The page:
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History shows us this was not and never will be the case. She may also be taking a common occurrence -- getting older, looking at a younger generation way of doing things and finding it alien and unappealing -- and blowing it up into a whole conspiracy theory of why We Are Flawed, Unable to Trust Each other and Having Really Bad Sex to boot.

I'm sorry Ms. Marlowe is not satisfied by the men in their 20s these days, but, speaking for myself and my other female friends in the same age bracket, we are.

And we're getting great head.

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-- Emily

Ann Marlowe's article sounds to me like she is blaming men for their feminization since the feminist revolution. She goes on to talk about the fact that many younger men are seething with resentment at women. Gee, I wonder why? I'm a 24-year-old man (man, not male, not boy, man) and articles like this are part of the reason I refuse to do anything more than have casual dating/sex.

The feminist "revolution" was nothing more than a self-appropriated license for whoredom. On top of that, it was a demand that men start acting more like women. Which we did. And now the women blame us for being feminine. Make up your little female minds already!!! The reason I don't want to date or marry lies with what has become of modern women. They act like they know it all and like they don't need men, so they treat us like commodities. They can't be trusted to be faithful because they are always looking for a better deal. And God forbid they put any effort into how they look. A little makeup and a skirt ain't gonna make everyone think you're a housewife, babe. But it will make me give you a second glance, and it will tell me that you care about how you look. But even if a woman does do that, how can I ever date her if the first thing I'd want to do after having a child with her is get a DNA test, just to be sure it's mine?

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Modern science has, of late, proved that men and women are very, very different, and now, thanks to the premature enlightenment of the feminist revolution, generations of people my age, already scarred from a huge divorce rate, are even more confused as to what women want. So we give up. They are on their own until they can get their acts together and learn how to be women again and not faux men.

-- Greg Hevia

Fascinating article. It may explain some of the reasons why I feel like a 31-year-old enlightened atavism at times. I assume that treating a woman equally means assuming equal force of libido and desire, and that coming together as two aware individuals into mutual consummation is the ultimate in equality. More fool I.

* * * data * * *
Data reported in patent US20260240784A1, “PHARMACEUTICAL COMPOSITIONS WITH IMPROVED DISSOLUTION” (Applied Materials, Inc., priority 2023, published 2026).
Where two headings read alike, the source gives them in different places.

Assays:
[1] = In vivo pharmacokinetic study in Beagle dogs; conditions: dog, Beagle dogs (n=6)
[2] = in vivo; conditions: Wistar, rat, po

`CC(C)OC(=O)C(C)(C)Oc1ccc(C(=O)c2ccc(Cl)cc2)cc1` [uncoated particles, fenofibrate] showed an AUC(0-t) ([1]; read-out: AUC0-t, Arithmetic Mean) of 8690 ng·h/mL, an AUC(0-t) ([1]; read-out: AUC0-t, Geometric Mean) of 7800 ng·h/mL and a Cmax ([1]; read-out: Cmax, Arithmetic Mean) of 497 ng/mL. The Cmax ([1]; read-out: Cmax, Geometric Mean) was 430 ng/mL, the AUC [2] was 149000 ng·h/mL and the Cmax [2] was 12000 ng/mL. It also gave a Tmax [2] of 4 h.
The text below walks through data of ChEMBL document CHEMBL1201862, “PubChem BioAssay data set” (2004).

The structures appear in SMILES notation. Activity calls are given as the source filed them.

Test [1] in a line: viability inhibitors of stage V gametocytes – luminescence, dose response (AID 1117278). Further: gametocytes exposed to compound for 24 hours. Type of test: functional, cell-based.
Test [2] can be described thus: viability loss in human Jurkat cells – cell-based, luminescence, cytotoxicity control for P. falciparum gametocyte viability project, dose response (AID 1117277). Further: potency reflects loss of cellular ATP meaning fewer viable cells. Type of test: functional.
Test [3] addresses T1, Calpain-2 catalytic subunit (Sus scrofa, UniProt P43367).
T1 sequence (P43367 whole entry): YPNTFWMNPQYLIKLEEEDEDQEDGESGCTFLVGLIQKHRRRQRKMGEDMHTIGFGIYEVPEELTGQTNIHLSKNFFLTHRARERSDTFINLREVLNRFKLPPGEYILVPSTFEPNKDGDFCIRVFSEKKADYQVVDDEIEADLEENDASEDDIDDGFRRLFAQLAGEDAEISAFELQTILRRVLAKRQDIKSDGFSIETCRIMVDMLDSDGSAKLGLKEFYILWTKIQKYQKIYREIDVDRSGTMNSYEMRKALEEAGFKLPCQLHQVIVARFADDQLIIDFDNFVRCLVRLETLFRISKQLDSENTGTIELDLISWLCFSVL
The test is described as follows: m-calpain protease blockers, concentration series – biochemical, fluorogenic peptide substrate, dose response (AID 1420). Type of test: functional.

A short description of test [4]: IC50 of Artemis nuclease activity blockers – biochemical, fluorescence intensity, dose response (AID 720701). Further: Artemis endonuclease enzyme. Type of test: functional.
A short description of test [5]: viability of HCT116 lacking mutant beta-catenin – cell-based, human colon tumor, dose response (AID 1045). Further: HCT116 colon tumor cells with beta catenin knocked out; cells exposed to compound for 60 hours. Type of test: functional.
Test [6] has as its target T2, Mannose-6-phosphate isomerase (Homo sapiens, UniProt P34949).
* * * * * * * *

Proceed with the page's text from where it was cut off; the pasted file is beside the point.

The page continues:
I also like fucking, and I can't stand oral sex, of either kind. It's too impersonal and distant and mechanical and intellectual. I'm an intellectual under the worst conditions, and sometimes I just want to turn it off. It's when you turn off the intellectualizing and touch the core that tenderness and trust become an option.

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I've had these relationships in the past couple years where nothing got accomplished except an endless round of politics and gender-based power struggles. I suppose I could have gotten what I wanted if I'd just assumed the role of the insatiable male begging for his crumb of comfort. Unfortunately, it doesn't work that way. I only like it when it's apparent that she likes it. I merely assume that if two people want each other they should have each other, and let Andrea Dworkin worry about the semiotics. Again, more fool I.

The only part about the article that I take issue with is the infantilizing of young men (those in their 20s). Have you seen the young women out there? If I have to play father as well as lover I might as well adopt, and short-circuit the only thing that ties our poor neurotic genders together.

-- Ted Ollier

Reading this article put me in mind of a friend of mine (we are both black and in our early 30s) who often goes on at length about how things were better in the days of segregation. Of course it's bullshit, but it sounds daring and outré to say so. And so it is with this whine tricked out as daring and outré analysis. Are men neutered and resentful? Probably, but equality is not what did it. It's the insane, shifting demands of women like Ms. Marlowe, who want to be equal (but not like that) and want to have options (but tell me what to want, Daddy) that's to blame. Her romanticization of cultures in which women are regarded as inferior at best is sad indication of someone who wishes to escape reason and accountability. Sorry, but we men have shouldered enough (rightful) blame in the past. We will not be indicted for the sin of your emancipation.

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-- Reynald A. Perry

What kind of backlash crap is this? Could Anne Marlowe have possibly squeezed one more bitter stereotype into her piece? She needs to stop projecting her obviously biased (she has clearly never given nor received fantastic oral sex) experiences onto the entire sexual universe. It's like she has an underlying insecurity that some woman out there might possibly have a sensitive, respectful, non-manhandling partner and be having stellar sex with him. Well, those fears are confirmed -- plenty of us do!